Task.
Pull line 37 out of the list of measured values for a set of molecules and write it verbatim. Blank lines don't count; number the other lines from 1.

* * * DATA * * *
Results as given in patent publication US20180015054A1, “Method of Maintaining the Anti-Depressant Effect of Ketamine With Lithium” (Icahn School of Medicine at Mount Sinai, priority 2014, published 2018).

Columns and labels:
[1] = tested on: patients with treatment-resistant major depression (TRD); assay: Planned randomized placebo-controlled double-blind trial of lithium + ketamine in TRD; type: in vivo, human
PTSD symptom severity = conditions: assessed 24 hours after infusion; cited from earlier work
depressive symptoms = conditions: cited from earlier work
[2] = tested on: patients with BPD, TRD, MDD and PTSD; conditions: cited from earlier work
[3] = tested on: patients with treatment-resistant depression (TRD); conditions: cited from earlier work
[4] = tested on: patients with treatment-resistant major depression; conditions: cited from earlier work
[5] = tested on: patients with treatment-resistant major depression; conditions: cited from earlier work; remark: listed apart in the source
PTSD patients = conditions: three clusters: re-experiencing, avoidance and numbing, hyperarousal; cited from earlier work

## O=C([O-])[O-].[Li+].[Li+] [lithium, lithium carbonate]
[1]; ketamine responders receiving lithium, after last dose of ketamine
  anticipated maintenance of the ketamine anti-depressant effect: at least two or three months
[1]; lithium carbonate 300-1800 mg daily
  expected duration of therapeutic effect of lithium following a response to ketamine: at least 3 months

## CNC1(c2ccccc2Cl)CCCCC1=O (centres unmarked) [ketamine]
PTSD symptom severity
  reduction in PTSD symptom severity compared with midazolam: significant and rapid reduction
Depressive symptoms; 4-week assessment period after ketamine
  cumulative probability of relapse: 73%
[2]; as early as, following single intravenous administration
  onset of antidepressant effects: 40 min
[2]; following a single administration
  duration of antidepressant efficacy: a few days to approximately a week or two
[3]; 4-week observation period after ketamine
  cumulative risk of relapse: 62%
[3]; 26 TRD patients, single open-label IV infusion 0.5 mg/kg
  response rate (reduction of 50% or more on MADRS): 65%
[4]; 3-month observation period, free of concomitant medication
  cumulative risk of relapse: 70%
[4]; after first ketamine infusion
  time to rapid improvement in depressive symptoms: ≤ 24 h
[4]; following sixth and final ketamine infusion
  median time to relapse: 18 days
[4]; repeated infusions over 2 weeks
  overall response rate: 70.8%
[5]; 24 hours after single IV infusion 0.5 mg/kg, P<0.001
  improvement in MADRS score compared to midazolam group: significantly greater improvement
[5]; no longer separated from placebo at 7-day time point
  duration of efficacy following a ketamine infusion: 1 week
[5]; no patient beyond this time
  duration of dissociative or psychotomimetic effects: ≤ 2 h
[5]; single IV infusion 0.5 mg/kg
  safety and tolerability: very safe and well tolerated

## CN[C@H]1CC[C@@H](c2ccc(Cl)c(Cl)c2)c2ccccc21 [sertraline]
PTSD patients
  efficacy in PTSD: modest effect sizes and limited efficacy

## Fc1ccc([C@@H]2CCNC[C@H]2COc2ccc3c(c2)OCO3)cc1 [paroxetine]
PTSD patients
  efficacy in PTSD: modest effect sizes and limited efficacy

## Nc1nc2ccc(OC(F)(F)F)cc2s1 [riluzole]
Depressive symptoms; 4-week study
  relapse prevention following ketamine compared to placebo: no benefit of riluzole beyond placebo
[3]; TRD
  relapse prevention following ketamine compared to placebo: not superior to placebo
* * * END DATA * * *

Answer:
[5]; 24 hours after single IV infusion 0.5 mg/kg, P<0.001